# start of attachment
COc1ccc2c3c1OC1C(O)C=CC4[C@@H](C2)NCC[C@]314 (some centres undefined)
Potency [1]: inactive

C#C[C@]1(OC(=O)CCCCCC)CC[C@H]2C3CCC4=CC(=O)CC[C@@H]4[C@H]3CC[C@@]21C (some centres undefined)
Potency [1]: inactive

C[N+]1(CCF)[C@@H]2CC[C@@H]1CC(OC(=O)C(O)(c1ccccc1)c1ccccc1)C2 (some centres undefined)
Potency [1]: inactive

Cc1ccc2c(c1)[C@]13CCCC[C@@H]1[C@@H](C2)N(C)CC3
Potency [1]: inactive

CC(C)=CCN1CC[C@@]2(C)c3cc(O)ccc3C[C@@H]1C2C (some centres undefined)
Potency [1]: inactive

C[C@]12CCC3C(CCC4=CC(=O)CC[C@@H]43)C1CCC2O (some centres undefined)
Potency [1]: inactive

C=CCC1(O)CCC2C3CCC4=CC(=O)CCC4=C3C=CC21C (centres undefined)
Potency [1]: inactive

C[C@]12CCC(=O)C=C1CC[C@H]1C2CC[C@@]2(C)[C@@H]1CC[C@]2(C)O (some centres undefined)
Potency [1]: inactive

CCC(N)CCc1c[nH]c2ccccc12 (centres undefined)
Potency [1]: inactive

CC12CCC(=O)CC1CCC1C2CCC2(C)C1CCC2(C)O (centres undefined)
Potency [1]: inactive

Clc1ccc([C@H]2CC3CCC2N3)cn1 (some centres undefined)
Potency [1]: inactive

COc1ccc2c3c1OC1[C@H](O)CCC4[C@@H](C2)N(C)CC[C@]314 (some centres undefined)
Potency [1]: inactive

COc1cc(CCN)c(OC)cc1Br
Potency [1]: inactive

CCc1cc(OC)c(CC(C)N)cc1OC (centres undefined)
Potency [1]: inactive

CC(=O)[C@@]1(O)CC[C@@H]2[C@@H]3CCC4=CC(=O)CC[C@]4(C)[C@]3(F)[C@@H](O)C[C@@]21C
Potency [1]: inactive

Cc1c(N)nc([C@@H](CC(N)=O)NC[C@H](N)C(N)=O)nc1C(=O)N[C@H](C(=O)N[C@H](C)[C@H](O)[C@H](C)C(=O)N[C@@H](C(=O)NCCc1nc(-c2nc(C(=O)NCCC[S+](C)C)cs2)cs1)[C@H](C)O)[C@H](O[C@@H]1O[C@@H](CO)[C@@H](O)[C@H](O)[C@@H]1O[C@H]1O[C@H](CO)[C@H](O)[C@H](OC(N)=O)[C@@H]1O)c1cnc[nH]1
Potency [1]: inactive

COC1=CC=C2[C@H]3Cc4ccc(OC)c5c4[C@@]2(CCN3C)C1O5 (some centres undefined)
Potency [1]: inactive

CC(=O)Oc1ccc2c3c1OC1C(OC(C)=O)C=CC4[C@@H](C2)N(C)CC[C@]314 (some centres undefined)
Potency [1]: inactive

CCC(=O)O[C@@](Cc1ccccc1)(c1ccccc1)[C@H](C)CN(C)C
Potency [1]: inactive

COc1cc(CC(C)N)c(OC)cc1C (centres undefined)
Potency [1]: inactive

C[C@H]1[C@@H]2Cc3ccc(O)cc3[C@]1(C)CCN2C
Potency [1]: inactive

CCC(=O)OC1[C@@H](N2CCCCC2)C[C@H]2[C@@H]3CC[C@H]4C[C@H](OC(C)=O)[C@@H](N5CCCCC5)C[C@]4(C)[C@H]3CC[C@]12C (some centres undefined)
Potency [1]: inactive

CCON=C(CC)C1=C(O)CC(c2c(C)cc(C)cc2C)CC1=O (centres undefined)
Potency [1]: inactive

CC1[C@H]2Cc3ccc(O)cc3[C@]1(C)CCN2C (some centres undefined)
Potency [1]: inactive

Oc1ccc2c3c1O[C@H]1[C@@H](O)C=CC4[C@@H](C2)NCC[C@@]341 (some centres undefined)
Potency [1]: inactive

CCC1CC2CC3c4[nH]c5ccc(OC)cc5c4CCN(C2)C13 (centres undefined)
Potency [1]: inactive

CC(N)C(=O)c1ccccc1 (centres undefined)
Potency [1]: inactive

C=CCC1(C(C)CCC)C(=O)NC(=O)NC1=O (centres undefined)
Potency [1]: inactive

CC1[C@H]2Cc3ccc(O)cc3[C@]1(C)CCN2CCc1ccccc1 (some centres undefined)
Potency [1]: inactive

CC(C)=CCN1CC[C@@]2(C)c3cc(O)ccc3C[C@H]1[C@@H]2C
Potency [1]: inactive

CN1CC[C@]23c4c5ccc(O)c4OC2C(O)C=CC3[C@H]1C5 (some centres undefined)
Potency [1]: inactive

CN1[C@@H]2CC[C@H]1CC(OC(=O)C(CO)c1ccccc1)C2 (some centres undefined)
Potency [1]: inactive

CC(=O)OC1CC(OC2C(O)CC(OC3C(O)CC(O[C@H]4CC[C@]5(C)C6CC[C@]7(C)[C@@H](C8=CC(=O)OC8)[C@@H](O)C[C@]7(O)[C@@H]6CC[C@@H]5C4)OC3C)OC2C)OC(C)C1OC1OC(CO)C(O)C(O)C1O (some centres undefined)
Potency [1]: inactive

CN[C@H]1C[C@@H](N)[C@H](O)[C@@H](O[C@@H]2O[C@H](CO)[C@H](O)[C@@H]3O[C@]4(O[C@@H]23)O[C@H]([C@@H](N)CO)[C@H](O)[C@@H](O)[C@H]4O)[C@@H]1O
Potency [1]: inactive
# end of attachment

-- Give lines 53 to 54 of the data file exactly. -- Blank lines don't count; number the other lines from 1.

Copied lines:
CC(N)C(=O)c1ccccc1 (centres undefined)
Potency [1]: inactive